Ireland's main opposition leader Enda Kenny has said his Fine Gael party has won a "massive endorsement" to govern after parliamentary elections. Votes are still being counted but Fine Gael is expected to be the largest party in the Republic's parliament, without having an overall majority. The dominant party for generations, Fianna Fáil, faces a crushing defeat. Mr Kenny said he would now work on renegotiating the previous government's 85bn-euro (£72bn) EU/IMF loan package.
The Irish Republic is the first EU member state to have received a financial bail-out to go to the polls. Mr Kenny said the "exceptional mandate" he had secured would enable him to put his case to other EU countries for changing the terms of the loan. "I look for co-operation and support across Europe," he told Irish national broadcaster RTE, adding that he intended to make an immediate start on revisiting the terms of the bail-out in the coming week. Mr Kenny is particularly keen to reduce the 5.8% interest rate imposed on EU loans.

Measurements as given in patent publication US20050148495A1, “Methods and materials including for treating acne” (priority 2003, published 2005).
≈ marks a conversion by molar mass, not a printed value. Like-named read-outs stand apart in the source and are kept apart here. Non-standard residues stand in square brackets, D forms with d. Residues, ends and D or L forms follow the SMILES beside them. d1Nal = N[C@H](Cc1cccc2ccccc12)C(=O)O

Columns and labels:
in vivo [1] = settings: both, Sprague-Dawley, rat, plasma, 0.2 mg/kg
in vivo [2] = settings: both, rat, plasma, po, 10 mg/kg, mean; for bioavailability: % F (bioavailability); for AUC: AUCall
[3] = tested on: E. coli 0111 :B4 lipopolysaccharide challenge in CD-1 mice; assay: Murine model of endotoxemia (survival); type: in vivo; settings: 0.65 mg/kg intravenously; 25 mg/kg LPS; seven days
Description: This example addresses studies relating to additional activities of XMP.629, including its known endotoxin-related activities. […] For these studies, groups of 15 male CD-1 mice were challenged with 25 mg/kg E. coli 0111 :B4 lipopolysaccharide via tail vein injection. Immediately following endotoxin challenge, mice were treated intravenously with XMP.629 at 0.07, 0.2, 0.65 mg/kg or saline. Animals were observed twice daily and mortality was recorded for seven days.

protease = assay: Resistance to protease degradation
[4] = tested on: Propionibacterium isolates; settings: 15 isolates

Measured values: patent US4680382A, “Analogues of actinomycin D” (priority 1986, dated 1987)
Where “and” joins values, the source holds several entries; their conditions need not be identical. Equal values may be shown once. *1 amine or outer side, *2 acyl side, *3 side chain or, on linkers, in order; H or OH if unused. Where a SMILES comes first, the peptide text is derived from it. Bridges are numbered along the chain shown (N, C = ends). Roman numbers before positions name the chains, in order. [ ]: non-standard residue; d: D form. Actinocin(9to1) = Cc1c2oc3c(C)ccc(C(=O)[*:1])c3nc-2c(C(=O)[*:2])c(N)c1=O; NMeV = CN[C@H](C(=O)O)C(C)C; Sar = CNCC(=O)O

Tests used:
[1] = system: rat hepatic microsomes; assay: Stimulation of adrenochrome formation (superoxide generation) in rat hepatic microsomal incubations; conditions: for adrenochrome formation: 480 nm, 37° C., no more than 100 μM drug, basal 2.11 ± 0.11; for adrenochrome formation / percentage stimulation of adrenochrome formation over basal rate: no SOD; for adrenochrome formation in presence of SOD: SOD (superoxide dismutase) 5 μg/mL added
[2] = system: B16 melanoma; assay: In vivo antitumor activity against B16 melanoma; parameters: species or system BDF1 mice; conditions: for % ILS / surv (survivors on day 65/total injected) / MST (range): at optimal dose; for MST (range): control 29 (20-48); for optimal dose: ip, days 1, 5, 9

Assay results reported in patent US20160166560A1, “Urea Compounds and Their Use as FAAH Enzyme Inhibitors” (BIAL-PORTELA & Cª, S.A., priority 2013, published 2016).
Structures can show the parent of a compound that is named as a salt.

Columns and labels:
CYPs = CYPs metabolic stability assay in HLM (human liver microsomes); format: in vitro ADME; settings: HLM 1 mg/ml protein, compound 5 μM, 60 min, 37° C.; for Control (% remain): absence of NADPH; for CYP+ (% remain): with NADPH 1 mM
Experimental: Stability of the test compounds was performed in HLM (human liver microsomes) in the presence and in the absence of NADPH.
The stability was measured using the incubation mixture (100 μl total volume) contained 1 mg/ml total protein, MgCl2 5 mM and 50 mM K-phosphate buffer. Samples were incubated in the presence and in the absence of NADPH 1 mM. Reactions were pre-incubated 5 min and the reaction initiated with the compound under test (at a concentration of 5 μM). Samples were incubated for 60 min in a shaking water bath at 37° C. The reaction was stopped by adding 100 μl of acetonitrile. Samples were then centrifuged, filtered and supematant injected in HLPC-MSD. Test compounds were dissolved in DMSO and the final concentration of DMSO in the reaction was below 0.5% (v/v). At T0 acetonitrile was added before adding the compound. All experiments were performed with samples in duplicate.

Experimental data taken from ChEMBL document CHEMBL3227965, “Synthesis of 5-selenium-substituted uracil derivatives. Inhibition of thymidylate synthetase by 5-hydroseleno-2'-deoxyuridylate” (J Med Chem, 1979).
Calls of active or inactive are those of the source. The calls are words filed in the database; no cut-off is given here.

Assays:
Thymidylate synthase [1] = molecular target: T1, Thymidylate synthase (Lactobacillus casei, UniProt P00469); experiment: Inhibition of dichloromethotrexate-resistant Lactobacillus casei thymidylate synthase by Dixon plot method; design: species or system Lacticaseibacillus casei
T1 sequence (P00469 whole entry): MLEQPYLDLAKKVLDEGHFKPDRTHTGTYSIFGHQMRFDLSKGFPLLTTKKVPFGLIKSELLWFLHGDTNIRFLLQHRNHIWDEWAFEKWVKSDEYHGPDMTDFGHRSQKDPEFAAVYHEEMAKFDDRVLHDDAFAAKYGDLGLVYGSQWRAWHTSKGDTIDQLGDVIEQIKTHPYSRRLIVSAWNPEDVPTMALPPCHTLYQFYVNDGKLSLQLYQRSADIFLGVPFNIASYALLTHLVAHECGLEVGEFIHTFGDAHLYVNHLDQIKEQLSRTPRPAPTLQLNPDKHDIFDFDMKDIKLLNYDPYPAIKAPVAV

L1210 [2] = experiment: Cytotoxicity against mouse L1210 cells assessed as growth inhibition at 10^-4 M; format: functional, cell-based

He said European leaders knew of the difficulties that the Irish people had with the loan package and he saw "room to manoeuvre" over the interest rate. He aimed first to speak to the European People's Party grouping of centre-right parties in Helsinki on 4 March before tackling the issue at an EU summit in Brussels a week later.
The extent of his election success was emphasised by the 17,472 first preference votes he received in his Mayo constituency in the west of Ireland. It was the highest number of first preference votes for any candidate under the Irish system of proportional representation. RTE said Mr Kenny was now certain to be elected taoiseach (prime minister) when the Dail met on 9 March.